AT&T has finally added the Google Android platform to its portfolio of mobile devices with the launch of the Motorola Backflip. AT&T, the exclusive provider of the Apple iPhone in the United States, now offers business professionals a more diverse array of choices--expanding even further later this year with the expected addition of devices based on Palm's WebOS.
Since the introduction of the iPhone in 2007, the fortunes and pitfalls of AT&T seem to rely almost exclusively on that one platform. AT&T offers a range of mobile devices--feature phones, BlackBerry devices, smartphones based on the Windows Mobile platform, and more. However, it is the iPhone that gets all of the attention--both good and bad .
Businesses and business professionals that prefer AT&T as a wireless service provider, or that find themselves locked into AT&T through contractual obligation or because it's the platform chosen by their employer have had to sit on the Android sidelines and watch with envy as the world embraced the mobile platform.
The launch of the Motorola Droid, and the massive marketing campaign Verizon unleashed to promote it, threw down a thinly-veiled, not-so-subtle attack on the shortcomings of the iPhone. Verizon's marketing campaign has been much more direct about attacking the weaknesses of the AT&T wireless network behind the iPhone--sparking a legal battle between the two which was eventually dropped.
Apparently, AT&T gets the last laugh, though. Or, they at least get to win this round of the ongoing battle. Despite persistent rumors and speculation that Apple would end its exclusive arrangement with AT&T and begin to distribute the iPhone through additional wireless providers--like Verizon--Apple has defended AT&T and doubled down on its partnership with the wireless provider by announcing it as the exclusive provider of 3G networking for the upcoming iPad.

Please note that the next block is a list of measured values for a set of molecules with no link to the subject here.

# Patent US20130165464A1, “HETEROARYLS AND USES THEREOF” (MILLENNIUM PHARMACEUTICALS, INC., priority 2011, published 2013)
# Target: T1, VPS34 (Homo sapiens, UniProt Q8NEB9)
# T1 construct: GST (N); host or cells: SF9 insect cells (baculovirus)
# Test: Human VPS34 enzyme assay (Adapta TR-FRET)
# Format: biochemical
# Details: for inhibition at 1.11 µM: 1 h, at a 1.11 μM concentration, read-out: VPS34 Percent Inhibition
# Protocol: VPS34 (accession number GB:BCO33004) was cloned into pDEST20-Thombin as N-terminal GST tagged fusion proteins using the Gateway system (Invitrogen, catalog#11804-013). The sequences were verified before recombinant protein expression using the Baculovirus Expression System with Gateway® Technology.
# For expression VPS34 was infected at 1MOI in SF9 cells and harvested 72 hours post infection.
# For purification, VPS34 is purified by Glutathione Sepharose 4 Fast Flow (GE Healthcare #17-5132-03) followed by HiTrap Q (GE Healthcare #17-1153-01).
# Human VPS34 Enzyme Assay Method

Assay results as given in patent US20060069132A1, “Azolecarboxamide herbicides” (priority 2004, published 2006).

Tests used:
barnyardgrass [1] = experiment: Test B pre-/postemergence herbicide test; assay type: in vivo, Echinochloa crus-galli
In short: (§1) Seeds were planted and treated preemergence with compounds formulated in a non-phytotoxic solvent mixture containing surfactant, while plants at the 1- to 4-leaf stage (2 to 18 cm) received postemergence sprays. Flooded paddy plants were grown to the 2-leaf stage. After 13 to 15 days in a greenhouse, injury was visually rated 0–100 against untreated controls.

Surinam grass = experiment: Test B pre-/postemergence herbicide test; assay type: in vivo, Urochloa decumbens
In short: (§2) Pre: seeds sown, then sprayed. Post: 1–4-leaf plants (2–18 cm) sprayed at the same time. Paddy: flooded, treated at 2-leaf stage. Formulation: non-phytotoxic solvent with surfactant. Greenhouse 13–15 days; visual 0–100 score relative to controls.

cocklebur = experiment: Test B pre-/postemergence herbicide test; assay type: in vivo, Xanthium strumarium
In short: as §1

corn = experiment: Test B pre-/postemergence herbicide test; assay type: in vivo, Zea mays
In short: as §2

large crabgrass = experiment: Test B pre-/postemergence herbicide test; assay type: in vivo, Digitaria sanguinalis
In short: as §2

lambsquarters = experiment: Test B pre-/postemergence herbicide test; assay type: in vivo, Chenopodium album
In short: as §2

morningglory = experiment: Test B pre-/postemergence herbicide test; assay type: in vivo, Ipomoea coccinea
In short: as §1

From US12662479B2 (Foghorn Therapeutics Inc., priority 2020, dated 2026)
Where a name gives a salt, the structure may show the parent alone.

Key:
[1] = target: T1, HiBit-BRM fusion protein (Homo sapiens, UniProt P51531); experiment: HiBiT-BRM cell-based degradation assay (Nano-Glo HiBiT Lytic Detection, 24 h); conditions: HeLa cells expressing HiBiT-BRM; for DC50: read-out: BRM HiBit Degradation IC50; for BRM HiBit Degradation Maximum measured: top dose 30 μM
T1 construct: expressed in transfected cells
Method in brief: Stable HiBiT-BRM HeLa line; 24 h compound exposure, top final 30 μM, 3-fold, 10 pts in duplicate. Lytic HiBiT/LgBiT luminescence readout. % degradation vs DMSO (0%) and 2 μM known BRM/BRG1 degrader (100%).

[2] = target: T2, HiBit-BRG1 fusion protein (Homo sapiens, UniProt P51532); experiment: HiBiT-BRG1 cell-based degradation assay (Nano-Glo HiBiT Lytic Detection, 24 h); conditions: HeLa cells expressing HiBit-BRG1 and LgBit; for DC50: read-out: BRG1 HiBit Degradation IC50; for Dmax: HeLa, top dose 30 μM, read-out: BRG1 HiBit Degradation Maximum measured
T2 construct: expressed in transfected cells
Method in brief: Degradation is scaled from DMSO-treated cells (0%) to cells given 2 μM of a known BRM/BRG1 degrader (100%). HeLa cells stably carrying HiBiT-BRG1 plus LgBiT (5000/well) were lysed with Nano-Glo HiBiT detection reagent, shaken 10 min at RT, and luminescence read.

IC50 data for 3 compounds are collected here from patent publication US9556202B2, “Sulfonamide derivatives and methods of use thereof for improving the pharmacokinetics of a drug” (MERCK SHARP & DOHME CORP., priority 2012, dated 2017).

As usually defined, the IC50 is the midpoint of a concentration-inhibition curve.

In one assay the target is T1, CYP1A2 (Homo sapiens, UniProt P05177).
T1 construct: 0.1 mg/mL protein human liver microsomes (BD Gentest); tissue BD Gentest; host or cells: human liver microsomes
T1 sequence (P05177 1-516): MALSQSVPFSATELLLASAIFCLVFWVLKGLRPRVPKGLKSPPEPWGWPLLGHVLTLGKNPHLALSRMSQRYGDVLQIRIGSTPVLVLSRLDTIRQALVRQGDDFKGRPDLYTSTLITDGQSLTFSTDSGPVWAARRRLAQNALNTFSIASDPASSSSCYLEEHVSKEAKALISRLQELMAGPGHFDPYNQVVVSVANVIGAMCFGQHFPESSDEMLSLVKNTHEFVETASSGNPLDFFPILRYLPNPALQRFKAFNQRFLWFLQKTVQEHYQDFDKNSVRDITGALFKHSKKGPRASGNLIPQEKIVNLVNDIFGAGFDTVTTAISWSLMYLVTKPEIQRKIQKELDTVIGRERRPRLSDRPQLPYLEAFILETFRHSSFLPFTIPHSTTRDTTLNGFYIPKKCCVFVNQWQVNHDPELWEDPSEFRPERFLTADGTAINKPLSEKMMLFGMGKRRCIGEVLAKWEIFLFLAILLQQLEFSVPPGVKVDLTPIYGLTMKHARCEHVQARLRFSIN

So, AT&T remains as the exclusive provider of the popular iPhone, is also anointed as the sole provider of 3G connectivity for the iPad, and also now provides customers with more choice by also providing smartphones built on the Google Android platform.
If you're an AT&T customer who has been admiring the Droid or Nexus One with envy from afar, don't pop the cork on the champagne just yet, though. The Motorola Backflip brings Android to AT&T, but the Backflip is no Droid.
The Backflip is a unique new form factor, flipping open to provide a wider, larger QWERTY keyboard with a landscape display. It comes with Motorola's innovative Motoblur interface--a good concept that still has some kinks to work out. Bottom line, though--it is not as compelling as the Droid or Nexus One.
On top of that, AT&T is offering the Backflip for $99 with a two-year contract--the same price as the base model iPhone 3G. Granted, it is cheaper than the more capable iPhone 3GS, but it doesn't seem to provide the same value, and it won't fill that void for AT&T customers that are envious of the Droid or Nexus One.
The addition of Android to the AT&T portfolio is great news for AT&T customers. Hopefully the Backflip will be the first of many Android devices, and the addition of the Palm WebOS platform will make AT&T the wireless provider with the most diverse selection of mobile platforms.
I think it choice is good and, as an AT&T customer I appreciate having options. Pardon me if I'm not that excited yet, though. Call me when AT&T gets the Droid or Nexus One.